The P.C. monster


The dictionary defines political correctness as: “demonstrating progressive ideals, esp by avoiding vocabulary that is considered offensive, discriminatory, or judgmental, esp concerning race and gender.” I’ll go two steps further: Political correctness was created to suppress the expression of conventional wisdom and subvert traditional values.

A feminized culture places protecting feelings and denying reality above the rights of individuals, and it’s to our detriment. To offend a “progressive” woman or racial minority is a high crime that requires castigation and public shaming. But a problem arises in the implementation of P.C. laws and policies: They must be applied equally and across the board.

For example, Shannon Gibney, a black professor at Minneapolis Community and Technical College, offended (P.C. word!) white students in her Introduction to Mass Communication class when she talked about “structural racism,” an amorphous entity that will keep the professional civil rights industry in business for generations to come. No doubt fed up with heterosexual, white, and often Christian men constantly depicted in class as perpetrators of all things evil, two white male students taking Gibney’s course objected, saying, “Why do we have to talk about this in every class. … It’s like people are trying to say that white men are always the villains, the bad guys. Why do we have to say this?”

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In a case of fighting fire with fire, three students filed a formal complaint against Gibney. Political correctness wasn’t invented to protect white males, but that is the unintended consequence, resulting in the creation of a P.C. monster. The school formally reprimanded Gibney for creating a “hostile learning environment.” (As it turns out, this wasn’t her first time calling out white males.) Gibney and others promptly fired back by filing a discrimination lawsuit against the school.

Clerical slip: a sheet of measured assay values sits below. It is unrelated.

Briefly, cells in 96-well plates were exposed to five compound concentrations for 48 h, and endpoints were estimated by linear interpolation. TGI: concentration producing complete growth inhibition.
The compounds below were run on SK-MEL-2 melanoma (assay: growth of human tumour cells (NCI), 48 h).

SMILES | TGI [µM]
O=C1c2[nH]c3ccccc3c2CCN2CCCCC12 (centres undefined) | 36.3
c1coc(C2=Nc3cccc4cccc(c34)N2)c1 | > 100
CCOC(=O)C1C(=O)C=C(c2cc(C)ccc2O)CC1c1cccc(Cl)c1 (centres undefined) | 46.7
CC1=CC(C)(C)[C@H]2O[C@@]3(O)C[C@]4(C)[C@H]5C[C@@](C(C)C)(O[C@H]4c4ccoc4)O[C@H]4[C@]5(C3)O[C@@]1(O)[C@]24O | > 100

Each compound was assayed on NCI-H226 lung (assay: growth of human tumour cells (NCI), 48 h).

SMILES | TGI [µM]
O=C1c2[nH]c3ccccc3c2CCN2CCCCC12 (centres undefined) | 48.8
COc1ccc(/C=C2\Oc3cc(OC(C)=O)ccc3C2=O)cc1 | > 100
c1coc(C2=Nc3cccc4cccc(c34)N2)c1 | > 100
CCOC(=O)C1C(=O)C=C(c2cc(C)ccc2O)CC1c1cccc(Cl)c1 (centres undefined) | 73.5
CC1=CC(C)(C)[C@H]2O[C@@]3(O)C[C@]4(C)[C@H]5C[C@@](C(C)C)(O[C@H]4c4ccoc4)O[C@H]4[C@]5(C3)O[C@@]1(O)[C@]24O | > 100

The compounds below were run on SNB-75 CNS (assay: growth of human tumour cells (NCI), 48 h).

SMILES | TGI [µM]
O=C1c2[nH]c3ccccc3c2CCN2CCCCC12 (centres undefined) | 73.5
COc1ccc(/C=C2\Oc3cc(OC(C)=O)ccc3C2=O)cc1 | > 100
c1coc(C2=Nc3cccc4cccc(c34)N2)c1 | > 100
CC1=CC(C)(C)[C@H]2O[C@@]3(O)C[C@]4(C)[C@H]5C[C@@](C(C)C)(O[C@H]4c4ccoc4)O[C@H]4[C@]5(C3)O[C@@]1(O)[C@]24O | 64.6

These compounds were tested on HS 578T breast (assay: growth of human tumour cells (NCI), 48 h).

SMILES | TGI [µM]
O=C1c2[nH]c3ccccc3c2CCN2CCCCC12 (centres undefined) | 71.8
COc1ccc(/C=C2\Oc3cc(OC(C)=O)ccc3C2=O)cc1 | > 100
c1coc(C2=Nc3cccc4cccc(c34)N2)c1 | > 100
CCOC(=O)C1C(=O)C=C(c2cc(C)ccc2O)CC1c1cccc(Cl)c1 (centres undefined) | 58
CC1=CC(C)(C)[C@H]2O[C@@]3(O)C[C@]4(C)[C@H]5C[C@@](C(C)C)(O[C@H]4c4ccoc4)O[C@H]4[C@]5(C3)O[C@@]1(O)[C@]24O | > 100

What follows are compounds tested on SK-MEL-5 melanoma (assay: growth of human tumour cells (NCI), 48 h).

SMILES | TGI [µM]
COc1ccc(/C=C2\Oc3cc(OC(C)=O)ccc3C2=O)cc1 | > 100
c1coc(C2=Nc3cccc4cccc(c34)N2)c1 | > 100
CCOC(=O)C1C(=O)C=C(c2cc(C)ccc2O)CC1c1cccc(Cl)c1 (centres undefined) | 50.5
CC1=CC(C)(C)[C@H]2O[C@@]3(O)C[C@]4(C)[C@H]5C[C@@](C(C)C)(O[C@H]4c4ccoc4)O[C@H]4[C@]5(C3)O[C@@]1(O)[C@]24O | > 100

I feel two ways about the issue. First, educational institutions provide the ideal forum to discuss and debate “controversial” subjects, even so-called privilege. But they must present both sides of the issue. Second, offending someone isn’t a crime and shouldn’t rise to the level of a formal complaint. The problem is that the standards are different. Reverse the races, and the incident would be front-page news. The professional civil rights industry would demand the professor’s head on a platter and pressure the school to prostrate itself before the golden-calf god of diversity, while conservatives, Christians, and others who reject political correctness now realize they can use these tactics to fight back. Things would change rapidly in this country if more people refuse to take the blame resulting from laws and policies enforcing conditions they had nothing to do with creating or choosing and speak out loudly and often about it.

The Fall brought this discord into the world, and as long as fallen humans populate the world, it will not cease. We can take a lesson from the gospel. We are not responsible for the sins of our ancestors, and we are not victims of sins committed against them. God stands in judgment of individuals, not racial or ethnic groups. God saves individuals, not racial or ethnic groups. Despite all the strife, we are spiritual equals.

La Shawn Barber
La Shawn Barber

La Shawn writes about culture, faith, and politics. Her work has appeared in the Christian Research Journal, Christianity Today, the Washington Examiner, and other publications


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